He offers Amanda Goleman, age 29, as an example. She grew up in a meth house and began taking illegal drugs at age 12. Her education came to a halt in the ninth grade when she became pregnant. For a time, she and her daughter were homeless. But now Goleman has turned herself around. She has had no offenses for almost four years and has been drug-free for three. She has held a steady job and even been promoted, but she is a single mom and struggles to pay old fines while raising her three children, ages 2, 10, and 13. Goleman says, “It’s either feed my kids or pay the fines, but if I don’t pay then I get a warrant.” Four times she has been arrested and jailed for a few days for being behind in her payments; each time, this created havoc with her children and posed challenges for keeping a job. This is how our society punishes and stigmatizes the poor. Will a secular society care for the poor? Listen to all our politicians running for office. It’s always about the middle-class, but never about the poor.

This is why Jesus says, “Blessed are the poor.” This is why Jesus tells us to host parties for the poor. This is why Jesus says invite the poor, the crippled, the lame and the blind. Because God loves them and cares about them. They are as loved by God as any one of us. And because they have special issues and needs and because they are so often demeaned and diminished and beaten down by society, they have a special place in God’s heart. They are especially endeared to God and those who share the heart and passion of God.

We all know how poverty can be and often is a self-perpetuating cycle. Sociologists and psychologists tell us that the factors contributing to this are often very complex. We will never sort it all out, but we should know that the system is rigged against them, making it that much harder to break free. It is not our place to judge. It is our place to care – to do what we can. It is our place to be their advocates. It is our place to encourage and empower. It is our place to care, because God cares so much. Blessed are the poor, says Jesus, for theirs is the kingdom of God.

Jesus says, “Invite the poor, the crippled, the lame, and the blind” to feast at the table. They are our sisters and brothers. We share the same Divine Father and Mother, the same Holy Spirit, the same connection to the Divine Reality who is the source of all life. We are at one with them. They are family. God doesn’t call them failures. God calls them daughters and sons.

So sisters and brothers, what do we call them? Do we share the heart and passion of God? Do we stand with Jesus or against Jesus? If we stand against the poor, we stand against Jesus. Blessed are the poor, says Jesus. Invite the poor, says Jesus. For such are the ways of God’s upside-down, inside-out kingdom.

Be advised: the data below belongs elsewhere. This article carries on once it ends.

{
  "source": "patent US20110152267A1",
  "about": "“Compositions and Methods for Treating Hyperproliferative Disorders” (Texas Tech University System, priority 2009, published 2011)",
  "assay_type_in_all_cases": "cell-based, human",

Our good God, create in us a desire to know and share your passion for those who are the most vulnerable and who face a distinct disadvantage. Fill our hearts with your compassion. Keep us from judgment. And help us to discern and reject the critical attitudes and prejudices and animosity that is often directed toward the disadvantaged by people in power and society in general. Raise up kind, generous, just, and compassionate officials, judges, police officers, business leaders, and others in power to help bring mercy and justice into a system that favors money, power, and position. Help us to be authentic followers of Jesus. Amen.  

Sunday, August 21, 2016

The Longing of God ( A sermon from Psalm 103:1-8 and Luke 13:10-17)

Life is good. Life is hard. Sometimes life is more good than hard. Sometimes life is more hard than good. Many of us live our lives in a context where we experience some degree of both. There are people, however, who face such overwhelming hardships and difficulties in life that their trials overshadow what goodness there is. This inequity and imbalance is due to two realities. One, it’s due to the randomness of life, which we cannot do much about. We have no control over many of the circumstances that affect our lives. That’s one factor. The second reason is due to the injustice and evil in the world, which we can do something about if we are willing.

I believe the Psalmist captures something of the longing of God when he says that God wants to forgive all our sins and heal all our diseases. Of course, we know that many do not experience God’s forgiveness because their hearts are closed to it and we certainly know that all our diseases are not healed. But I believe this expresses God’s longing. It’s what God wants for us. God’s longing, according to the Psalmist is to “redeem us from the pit” of death and crown us with “love and compassion.” God’s longing is to “satisfy our desires with good things so that our strength is renewed like the eagle’s.” When the Psalmist says that the Lord “works righteousness and justice for all the oppressed,” the Psalmist is expressing both God’s longing and God’s present activity. God works on behalf of all the oppressed. However, God is limited in what God can do because God depends on you and me to do God’s work. This is what it means to be the body of Christ in the world. This is why God gets angry with God’s people when they practice or support injustice. We are called to be God’s advocates for justice in the world.